Voters will decide whether or not to pass the city's largest ever school bond proposal on Tuesday, Feb. 11.
The $126-million bond initiative would provide money for Norman Public Schools to improve buildings, technology, athletics and transportation. The school district has said there would not be a tax increase if the bond measure passes.
Two major changes that would be funded by the bond measure would be a one-to-one technology initiative and the creating of "university centers" at both of Norman's high schools.
The university centers would be on-site locations offering high school juniors and seniors the opportunity to take college-level courses if they are academically ready for that kind of work. It would work in a similar way the concurrent enrollment program works, but instead of students going to the University of Oklahoma, professors would come to the high school campuses to teach.
Gregg Garn is the Dean for OU's Jeannine Rainbolt College of Education and said a program like this offered specific advantages for the students. They could take the college-level courses while still immersing and participating in high school activities.
"What our Oklahoma economy needs, increasingly it's more college graduates," explained Garn. "Something on the order of over a $1 million in salary is the difference between a college graduate and a non-college graduate over your career."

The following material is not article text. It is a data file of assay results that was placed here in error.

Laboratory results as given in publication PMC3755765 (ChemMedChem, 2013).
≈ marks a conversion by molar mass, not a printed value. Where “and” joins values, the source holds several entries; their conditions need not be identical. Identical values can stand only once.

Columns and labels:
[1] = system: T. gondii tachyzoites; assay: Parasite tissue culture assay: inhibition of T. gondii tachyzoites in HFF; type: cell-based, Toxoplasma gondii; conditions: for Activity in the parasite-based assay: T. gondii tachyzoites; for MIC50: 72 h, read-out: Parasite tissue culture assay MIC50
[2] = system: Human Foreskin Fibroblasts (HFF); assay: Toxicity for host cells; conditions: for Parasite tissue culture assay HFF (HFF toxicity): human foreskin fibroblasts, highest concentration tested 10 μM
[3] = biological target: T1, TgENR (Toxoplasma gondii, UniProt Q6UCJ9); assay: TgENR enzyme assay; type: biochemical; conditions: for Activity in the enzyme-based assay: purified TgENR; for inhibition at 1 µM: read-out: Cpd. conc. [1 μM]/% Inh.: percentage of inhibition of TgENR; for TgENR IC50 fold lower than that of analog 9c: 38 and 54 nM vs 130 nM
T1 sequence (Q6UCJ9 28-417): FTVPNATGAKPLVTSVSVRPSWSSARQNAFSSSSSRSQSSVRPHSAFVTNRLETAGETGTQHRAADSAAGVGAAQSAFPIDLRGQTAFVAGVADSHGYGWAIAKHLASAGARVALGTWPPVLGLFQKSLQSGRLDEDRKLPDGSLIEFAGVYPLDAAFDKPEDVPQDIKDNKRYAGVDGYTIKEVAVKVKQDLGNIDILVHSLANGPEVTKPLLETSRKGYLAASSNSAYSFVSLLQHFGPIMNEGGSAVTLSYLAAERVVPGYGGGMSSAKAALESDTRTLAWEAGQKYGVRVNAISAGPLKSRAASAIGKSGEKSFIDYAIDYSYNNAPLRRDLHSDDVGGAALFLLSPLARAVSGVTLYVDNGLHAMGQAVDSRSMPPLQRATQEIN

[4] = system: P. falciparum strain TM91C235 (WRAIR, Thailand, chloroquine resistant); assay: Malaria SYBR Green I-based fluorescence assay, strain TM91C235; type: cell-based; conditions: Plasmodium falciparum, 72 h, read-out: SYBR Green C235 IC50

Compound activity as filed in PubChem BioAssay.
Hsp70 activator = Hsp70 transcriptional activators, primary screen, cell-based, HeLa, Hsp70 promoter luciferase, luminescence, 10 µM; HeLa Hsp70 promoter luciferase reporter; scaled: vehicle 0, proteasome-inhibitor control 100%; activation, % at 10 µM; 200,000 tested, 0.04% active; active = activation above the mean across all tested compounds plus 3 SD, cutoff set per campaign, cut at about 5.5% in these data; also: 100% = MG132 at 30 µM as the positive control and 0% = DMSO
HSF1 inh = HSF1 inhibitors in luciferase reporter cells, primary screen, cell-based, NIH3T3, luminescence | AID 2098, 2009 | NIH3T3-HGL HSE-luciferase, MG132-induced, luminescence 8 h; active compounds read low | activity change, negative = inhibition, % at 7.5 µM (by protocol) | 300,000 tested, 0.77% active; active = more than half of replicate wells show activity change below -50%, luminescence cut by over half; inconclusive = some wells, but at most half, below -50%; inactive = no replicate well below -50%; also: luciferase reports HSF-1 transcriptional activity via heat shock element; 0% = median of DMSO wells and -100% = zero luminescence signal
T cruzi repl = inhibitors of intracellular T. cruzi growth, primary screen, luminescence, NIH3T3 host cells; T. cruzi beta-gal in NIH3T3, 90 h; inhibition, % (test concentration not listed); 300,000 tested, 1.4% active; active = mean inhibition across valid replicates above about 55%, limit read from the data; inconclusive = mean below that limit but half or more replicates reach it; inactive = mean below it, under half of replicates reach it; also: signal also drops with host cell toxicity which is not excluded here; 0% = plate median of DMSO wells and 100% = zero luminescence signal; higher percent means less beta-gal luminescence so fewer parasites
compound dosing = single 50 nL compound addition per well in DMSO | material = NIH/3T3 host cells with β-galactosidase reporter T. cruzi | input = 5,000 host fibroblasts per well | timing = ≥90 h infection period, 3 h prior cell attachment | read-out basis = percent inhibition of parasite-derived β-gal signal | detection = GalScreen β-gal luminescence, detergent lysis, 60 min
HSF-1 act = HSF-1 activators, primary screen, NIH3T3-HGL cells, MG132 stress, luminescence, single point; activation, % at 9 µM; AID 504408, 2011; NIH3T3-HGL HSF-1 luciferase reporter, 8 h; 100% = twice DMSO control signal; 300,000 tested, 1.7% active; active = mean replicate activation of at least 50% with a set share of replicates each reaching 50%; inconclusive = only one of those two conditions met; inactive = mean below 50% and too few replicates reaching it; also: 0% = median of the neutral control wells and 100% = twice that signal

One of the goals of the university centers at Norman High School and Norman North High School would be to reach student who might not consider college as an option.
"I think that's a pretty powerful message that the district is saying," said Garn. "We're going to bring out that conversation for every child in the district."
The programs would essentially engrain the idea of achieving a college degree as early as middle school.
"It helps kids write a future story so we know that every kid that walks into Norman high school, every kid that walks into Norman North, even before they get there are thinking college," explained Norman High School Principal Scott Beck.
The district also plans an aggressive push for 21st century technology in every student's hands. In practice, each student in the district would have access to a laptop or tablet (to be determined at a later date) to continue teaching student after the school day ends.
"There is a technology aspect to the bond that provides one-to-one technology and those type of things and that's where the world is moving and we need to make sure that our kids are prepared for that," said Bryan Young, Principal of Norman North High School.
The bond vote is scheduled for Tuesday, Feb. 11 and requires 60% of the vote to pass. It represents Norman Public School's bonding capacity for the next five years and all projects would have to be completed within three years.